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SUMMARY: For the second day in a row, the most significant story for us — away from the inspection of the regime’s chemical weapons stocks and another UN call for access to deliver aid across Syria — is the fighting in Daraa Province in the south of the country.
On Wednesday, battles and airstrikes flared throughout the area, notably in Tafas, north of Daraa city.
Insurgents have already seized an important crossing on the Jordanian border south of Daraa, and they are laying siege to Tafas — which is the main highway to the north of Daraa — to try and cut the off the city, where the Syrian uprising began in March 2011.
Footage on Wednesday showed firing, including with anti-tank weapons, on a barracks in Tafas.
The regime responded with attacks that, according to graphic video, maimed and killed a number of the insurgents. Two media activists, including the prominent Abo Gamal, were also killed.
Fighting and airstrikes were also reported in Inkhil, to the north of Daraa, and in the city itself.
A regime airstrike on the south of Daraa city on Wednesday:
The insurgents have already won a notable victory with the capture of the border post, allowing more arms and supplies to be run to the opposition. The claiming of Daraa would give the opposition an area from which they could move further toward the south, seeking to approach Damascus.
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Video: Formation Of The Jaish Ahl As-Sunnah wal Jamaa, Deir Ez Zor
Video showing the official announcement of a new faction, the Jaish Ahl As Sunnah wal Jamaa, in Deir Ezzor.
The new group consists of the following brigades, according to its Facebook page: Liwa Ahl Al Athar, Liwa Aswad Assunah, Liwa Al Fatah, and Liwa Ahl Al Raya. The group said that the new brigade will be the “nucleus of the Muslim Army in the Eastern region” and invited others to join its ranks.
Video: Rocket Attack Destroys Home Of Sleeping Civilians In Deir Ezzor (English)
A short but powerful video report by Shaam News Network from September 29 shows the immediate aftermath of a regime rocket attack on a residential neighborhood in Deir Ezzor. A home is destroyed and its residents — a man and a woman — are trying to clean up, a futile effort as the side of their apartment block is completely blown away.
The woman says, “[Bashar Al Assad] has destroyed an entire neighborhood. God will prevail over him. God is greater than him.”
She tells the reporter that she was asleep when the rocket fell, “We didn’t do anything, we are not terrorists! I swear to God, we are not terrorists!”
UN Chemical Weapons Inspectors Hindered by Both Regime & Insurgents
After you cut through the Syrian Government’s spin in the article, these paragraphs in The New York Times describe the difficulties faced by United Nations inspectors pursuing the first steps towards the confiscation of chemical weapons stocks:
Hopes had been high last week that a United Nations convoy would reach the embattled rebel-held suburb of Moadhamiya for the first time in months, after an initial green light from some government agencies. But the trip did not materialize, United Nations officials said, after the government said military operations were continuing in the area.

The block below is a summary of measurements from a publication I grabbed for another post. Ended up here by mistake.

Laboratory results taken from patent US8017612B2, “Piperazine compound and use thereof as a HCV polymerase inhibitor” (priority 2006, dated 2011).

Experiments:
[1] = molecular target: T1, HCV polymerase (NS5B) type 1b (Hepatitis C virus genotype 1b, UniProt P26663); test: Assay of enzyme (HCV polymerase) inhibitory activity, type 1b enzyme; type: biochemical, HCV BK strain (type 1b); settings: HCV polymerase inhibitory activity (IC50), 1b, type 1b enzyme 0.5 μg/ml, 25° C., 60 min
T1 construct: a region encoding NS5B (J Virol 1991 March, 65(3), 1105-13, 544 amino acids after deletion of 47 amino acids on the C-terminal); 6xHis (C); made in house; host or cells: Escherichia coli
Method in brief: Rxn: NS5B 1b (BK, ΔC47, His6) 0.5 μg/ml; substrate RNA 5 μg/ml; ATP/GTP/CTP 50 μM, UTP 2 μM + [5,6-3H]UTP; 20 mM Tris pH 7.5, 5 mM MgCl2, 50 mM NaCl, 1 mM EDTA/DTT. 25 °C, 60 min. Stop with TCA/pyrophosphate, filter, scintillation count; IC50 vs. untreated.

The United Nations has also struggled to reach government-held parts of Aleppo, because the route from Damascus passes through areas controlled by myriad rebel groups. Many times, officials say, the convoys have been allowed through by a series of rebel factions, only to be stopped or looted by one farther along the road.
A pro-government Syrian journalist said he was shocked to learn that a number of chemical weapons facilities were in rebel-held areas. That, he said, may well mean that the dismantling process could easily take well over the yearlong timetable that has been proposed, and could require international forces to guard the inspectors and any weapons or materials that have to be moved.
Video: German “Salafist” Abu Adam In Syria
Footage posted on Wednesday of a German Salafist, Abu Adam, in Syria.
Abu Adam, born Sven Lau in Monchengladbach, mid-West Germany in 1986, converted to Islam from Catholicism in 2005. He is the former head of the Sunni mosque in his hometown. In the video, he asks for donations, not jihad. He emphasizes oppression and the humanitarian disaster in the country.
Der Spiegel interviewed Abu Adam in March, when its reporter ate a California Turkey Club Toasted Sandwich at Chili’s in Alexandria, Egypt.
His name is Sven Lau, but he calls himself Abu Adam. He is 32, was born in the western German city of Mönchengladbach, served in the German military and trained to be a professional fire chief. He converted to Islam 14 years ago, and Germany’s BfV has had him under observation for an unspecified period of time.
He is allowing Rathkamp [another German Muslim convert] and me to sleep in the room normally occupied by his three children until Rathkamp can find his own apartment.
Lau, considered to be one of the leaders of German Salafists, ran a mosque in Mönchengladbach and was chairman of a fundamentalist group called “Invitation to Paradise.” He was once charged with setting his own mosque on fire to simulate arson, but was later acquitted. Civil rights advocates oppose him because they believe he would introduce Sharia in Germany. The BfV is watching him because it believes that Lau wants to abolish the democratic constitutional state and establish a theocracy. German prosecutors are also looking into accusations of aggravated battery against Lau, who allegedly beat a reveler during Germany’s Karneval festivities.
Video: Claimed Capture of Regime Tanks North of Damascus
The insurgents of Tahrir al-Sham claim they have captured a large number of tanks at a regime base north of Damascus. It is unclear whether the tanks are operational.